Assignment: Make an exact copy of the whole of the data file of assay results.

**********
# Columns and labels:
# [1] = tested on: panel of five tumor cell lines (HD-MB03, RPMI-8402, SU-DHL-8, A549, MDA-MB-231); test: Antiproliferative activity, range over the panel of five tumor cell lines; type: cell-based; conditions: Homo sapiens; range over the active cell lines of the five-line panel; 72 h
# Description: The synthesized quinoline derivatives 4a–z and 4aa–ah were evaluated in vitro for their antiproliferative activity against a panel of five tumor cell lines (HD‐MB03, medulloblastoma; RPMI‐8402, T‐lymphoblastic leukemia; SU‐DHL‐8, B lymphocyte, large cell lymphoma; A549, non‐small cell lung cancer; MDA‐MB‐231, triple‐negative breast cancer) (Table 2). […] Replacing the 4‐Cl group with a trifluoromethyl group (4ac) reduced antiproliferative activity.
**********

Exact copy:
# Columns and labels:
# [1] = tested on: panel of five tumor cell lines (HD-MB03, RPMI-8402, SU-DHL-8, A549, MDA-MB-231); test: Antiproliferative activity, range over the panel of five tumor cell lines; type: cell-based; conditions: Homo sapiens; range over the active cell lines of the five-line panel; 72 h
# Description: The synthesized quinoline derivatives 4a–z and 4aa–ah were evaluated in vitro for their antiproliferative activity against a panel of five tumor cell lines (HD‐MB03, medulloblastoma; RPMI‐8402, T‐lymphoblastic leukemia; SU‐DHL‐8, B lymphocyte, large cell lymphoma; A549, non‐small cell lung cancer; MDA‐MB‐231, triple‐negative breast cancer) (Table 2). […] Replacing the 4‐Cl group with a trifluoromethyl group (4ac) reduced antiproliferative activity.